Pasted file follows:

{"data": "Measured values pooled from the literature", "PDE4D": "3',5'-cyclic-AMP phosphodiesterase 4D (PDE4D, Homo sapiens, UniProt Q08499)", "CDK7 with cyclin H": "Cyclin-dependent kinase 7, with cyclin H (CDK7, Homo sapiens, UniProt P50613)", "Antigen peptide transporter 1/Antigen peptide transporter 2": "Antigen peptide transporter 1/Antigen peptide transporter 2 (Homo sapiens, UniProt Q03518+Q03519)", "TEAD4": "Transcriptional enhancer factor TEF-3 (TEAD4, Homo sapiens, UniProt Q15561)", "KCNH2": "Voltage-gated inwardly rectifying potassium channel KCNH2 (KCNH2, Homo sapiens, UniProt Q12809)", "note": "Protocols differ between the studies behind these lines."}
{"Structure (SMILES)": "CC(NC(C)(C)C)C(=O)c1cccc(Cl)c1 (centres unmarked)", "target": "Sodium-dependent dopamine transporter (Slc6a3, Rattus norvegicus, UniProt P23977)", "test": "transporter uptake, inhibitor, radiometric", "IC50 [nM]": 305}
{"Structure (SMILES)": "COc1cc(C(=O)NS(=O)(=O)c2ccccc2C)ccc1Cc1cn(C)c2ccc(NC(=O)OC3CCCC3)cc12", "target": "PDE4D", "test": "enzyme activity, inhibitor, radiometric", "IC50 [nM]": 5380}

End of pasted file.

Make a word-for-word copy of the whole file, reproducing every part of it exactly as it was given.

{"data": "Measured values pooled from the literature", "PDE4D": "3',5'-cyclic-AMP phosphodiesterase 4D (PDE4D, Homo sapiens, UniProt Q08499)", "CDK7 with cyclin H": "Cyclin-dependent kinase 7, with cyclin H (CDK7, Homo sapiens, UniProt P50613)", "Antigen peptide transporter 1/Antigen peptide transporter 2": "Antigen peptide transporter 1/Antigen peptide transporter 2 (Homo sapiens, UniProt Q03518+Q03519)", "TEAD4": "Transcriptional enhancer factor TEF-3 (TEAD4, Homo sapiens, UniProt Q15561)", "KCNH2": "Voltage-gated inwardly rectifying potassium channel KCNH2 (KCNH2, Homo sapiens, UniProt Q12809)", "note": "Protocols differ between the studies behind these lines."}
{"Structure (SMILES)": "CC(NC(C)(C)C)C(=O)c1cccc(Cl)c1 (centres unmarked)", "target": "Sodium-dependent dopamine transporter (Slc6a3, Rattus norvegicus, UniProt P23977)", "test": "transporter uptake, inhibitor, radiometric", "IC50 [nM]": 305}
{"Structure (SMILES)": "COc1cc(C(=O)NS(=O)(=O)c2ccccc2C)ccc1Cc1cn(C)c2ccc(NC(=O)OC3CCCC3)cc12", "target": "PDE4D", "test": "enzyme activity, inhibitor, radiometric", "IC50 [nM]": 5380}